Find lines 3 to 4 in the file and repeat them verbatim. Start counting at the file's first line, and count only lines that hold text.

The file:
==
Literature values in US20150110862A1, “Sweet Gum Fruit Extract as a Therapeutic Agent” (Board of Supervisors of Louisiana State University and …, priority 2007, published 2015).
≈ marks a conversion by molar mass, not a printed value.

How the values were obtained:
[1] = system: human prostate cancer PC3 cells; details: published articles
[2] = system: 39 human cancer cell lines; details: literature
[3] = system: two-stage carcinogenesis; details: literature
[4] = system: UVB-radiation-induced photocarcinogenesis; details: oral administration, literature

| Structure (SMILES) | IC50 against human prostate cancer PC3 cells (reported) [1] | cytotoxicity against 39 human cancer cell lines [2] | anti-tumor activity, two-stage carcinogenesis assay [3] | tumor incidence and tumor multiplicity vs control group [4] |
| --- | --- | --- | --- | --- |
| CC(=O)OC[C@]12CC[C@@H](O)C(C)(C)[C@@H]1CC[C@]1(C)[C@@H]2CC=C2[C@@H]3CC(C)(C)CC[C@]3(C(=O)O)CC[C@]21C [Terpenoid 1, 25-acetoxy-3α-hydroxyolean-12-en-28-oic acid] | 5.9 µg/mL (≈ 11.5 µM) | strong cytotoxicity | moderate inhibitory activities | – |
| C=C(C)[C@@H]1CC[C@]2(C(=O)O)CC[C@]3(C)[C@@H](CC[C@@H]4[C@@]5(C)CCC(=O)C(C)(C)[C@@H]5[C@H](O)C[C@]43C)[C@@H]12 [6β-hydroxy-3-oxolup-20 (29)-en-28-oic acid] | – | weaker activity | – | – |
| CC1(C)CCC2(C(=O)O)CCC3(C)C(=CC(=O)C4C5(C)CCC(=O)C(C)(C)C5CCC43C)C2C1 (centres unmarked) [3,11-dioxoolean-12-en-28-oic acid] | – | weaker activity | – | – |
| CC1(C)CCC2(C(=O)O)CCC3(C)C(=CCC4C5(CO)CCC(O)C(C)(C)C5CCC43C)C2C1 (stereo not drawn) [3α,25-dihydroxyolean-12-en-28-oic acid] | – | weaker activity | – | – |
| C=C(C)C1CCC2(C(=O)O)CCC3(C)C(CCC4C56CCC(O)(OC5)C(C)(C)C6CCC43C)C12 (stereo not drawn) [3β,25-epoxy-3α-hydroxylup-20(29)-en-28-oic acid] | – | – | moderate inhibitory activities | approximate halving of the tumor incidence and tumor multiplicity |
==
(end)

How the values were obtained:
[1] = system: human prostate cancer PC3 cells; details: published articles